Sinus infections are one of the most common illnesses, so identifying the progression of the common cold to chronic disease lasting longer than 12 weeks is critical in creating therapies that slow the development of a disease affecting nearly 12% of U.S. adults each year. A group lead by Dr. Eugene Chang, vice chair and associate professor in the Department of Otolaryngology-Head and Neck Surgery at the UArizona College of Medicine, was awarded $2.24 million to study a protein in the respiratory tract with a genetic variation strongly associated with these ailments.
Dr. Martha Bhattacharya, a UArizona assistant professor of neuroscience and BIO5 member, discusses her research, her career, and her mentor-ship philosophies with the Daily Wildcat. Dr. Bhattacharya's lab recently linked a gene involved in neurodegeneration to the itch sensation that many mammals experience and has drawn interest from the agribusiness industry for her lab's discovery. In future studies, Dr. Bhattacharya hopes to characterize the role of this gene in our understanding of these itch-sensing pathways in adults.
Dr. Amelia Gallitano, an associate professor in the College of Medicine – Phoenix and BIO5 faculty member, has been included in the Phoenix Business Journal's list of "Outstanding Women in Business." The publication announced this year's Outstanding Women in Business, recognizing 25 women "whose efforts around the region have drawn notice from their peers." Dr. Gallitano studies how genetics and environmental stress affect the development of illnesses such as schizophrenia and mood disorders.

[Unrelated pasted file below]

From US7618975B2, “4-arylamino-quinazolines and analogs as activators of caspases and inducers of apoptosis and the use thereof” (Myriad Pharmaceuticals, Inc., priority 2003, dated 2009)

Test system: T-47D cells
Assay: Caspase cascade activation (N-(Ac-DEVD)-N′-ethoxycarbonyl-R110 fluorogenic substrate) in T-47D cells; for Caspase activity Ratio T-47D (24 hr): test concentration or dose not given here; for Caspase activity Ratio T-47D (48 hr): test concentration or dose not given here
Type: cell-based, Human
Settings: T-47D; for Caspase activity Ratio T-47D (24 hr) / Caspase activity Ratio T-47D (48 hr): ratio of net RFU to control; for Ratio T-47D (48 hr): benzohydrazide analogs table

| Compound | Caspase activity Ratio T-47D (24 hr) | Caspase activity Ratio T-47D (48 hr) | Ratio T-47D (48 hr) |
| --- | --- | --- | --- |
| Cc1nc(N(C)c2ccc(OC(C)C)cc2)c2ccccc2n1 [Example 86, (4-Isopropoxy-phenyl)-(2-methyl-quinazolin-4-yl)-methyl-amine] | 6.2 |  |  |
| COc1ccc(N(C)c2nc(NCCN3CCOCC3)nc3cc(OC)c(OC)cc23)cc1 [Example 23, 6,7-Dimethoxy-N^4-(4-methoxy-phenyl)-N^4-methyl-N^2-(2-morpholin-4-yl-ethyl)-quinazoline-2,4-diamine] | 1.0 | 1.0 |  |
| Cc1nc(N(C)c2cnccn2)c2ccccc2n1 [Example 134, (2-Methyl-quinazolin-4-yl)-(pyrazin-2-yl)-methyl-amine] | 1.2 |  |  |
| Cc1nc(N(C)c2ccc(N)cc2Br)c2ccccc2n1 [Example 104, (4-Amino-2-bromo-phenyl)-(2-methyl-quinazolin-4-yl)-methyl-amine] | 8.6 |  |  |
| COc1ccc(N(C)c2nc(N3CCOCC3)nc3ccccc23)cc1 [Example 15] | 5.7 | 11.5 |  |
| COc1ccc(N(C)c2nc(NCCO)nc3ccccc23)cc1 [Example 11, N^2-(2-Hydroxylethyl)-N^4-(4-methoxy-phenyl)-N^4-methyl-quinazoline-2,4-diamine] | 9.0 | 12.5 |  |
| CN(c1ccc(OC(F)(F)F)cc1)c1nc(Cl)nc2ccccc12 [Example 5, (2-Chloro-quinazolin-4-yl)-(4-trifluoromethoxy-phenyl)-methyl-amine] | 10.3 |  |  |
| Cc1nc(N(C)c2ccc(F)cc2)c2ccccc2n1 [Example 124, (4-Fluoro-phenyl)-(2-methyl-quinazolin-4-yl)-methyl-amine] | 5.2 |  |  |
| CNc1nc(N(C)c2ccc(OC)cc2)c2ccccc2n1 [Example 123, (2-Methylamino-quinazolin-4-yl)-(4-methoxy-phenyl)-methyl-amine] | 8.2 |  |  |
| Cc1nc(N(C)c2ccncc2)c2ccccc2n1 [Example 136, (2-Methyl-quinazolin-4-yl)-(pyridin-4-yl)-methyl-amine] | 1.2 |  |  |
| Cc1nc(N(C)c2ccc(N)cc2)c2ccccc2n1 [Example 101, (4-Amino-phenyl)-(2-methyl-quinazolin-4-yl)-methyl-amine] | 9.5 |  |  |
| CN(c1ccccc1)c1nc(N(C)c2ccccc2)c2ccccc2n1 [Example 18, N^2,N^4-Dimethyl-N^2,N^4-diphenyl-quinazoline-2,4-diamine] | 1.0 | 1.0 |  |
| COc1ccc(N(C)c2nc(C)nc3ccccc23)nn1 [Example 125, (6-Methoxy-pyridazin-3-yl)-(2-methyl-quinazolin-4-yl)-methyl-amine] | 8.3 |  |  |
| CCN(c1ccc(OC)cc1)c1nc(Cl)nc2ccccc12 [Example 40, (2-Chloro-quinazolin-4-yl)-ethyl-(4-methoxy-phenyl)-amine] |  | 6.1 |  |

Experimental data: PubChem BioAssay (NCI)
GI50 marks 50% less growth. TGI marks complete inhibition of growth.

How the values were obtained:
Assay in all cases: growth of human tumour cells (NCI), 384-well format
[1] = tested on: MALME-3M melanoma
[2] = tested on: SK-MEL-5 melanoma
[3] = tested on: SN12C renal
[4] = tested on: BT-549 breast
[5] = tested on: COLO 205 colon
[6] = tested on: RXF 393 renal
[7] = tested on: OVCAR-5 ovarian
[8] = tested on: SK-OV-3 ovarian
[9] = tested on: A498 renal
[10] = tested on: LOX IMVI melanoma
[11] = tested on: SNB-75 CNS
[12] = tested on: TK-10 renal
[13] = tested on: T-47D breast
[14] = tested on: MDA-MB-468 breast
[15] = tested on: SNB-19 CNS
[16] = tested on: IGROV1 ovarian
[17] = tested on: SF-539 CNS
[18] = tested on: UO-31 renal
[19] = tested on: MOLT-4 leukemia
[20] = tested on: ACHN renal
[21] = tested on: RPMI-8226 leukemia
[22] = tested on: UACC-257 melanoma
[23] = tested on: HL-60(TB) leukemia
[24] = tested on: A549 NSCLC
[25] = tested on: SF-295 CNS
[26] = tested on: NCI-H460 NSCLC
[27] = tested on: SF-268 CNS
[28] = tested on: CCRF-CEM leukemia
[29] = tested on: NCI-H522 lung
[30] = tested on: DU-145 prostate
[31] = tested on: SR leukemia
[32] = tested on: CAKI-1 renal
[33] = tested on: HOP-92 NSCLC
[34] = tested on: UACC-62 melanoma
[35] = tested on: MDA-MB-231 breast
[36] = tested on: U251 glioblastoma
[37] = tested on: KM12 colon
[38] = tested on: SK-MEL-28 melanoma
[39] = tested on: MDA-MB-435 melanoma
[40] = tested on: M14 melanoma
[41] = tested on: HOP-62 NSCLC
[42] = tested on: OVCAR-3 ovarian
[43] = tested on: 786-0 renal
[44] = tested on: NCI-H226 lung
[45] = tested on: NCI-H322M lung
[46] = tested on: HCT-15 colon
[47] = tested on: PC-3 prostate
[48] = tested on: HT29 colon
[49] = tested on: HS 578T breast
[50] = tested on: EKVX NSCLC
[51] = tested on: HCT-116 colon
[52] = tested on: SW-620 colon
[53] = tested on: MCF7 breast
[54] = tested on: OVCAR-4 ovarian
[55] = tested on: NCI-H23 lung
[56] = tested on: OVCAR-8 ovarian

As the human population grows to more than 10 billion in the next 30 years, plant breeders must do everything possible to create crops that are highly productive and nutritious with minimal environmental footprints. Rice will play a critical role in meeting this demand to feed the growing population, so understanding the genetic diversity of these crops is essential. To meet this demand, Drs. David Kudrna and Rod Wing examined the genomes from representatives of 12 of 15 subpopulations of cultivated Asian rice to detect virtually all variation that exists in the pan-genome of cultivated Asian rice.
University of Arizona researchers have begun using a test that can detect the presence of the COVID-19 virus in a person who has no obvious symptoms and possibly determine whether someone was once infected with COVID-19. By studying the antibodies present in a person's blood, the two lead researchers, UA immunologists Dr. Deepta Bhattacharya and Dr. Janko Nikolich-Zugich, hope to answer questions such as what unique antibodies are important to fight the novel coronavirus, how much of the population already had it and recovered or showed no symptoms, and whether it's possible to get reinfected with the virus.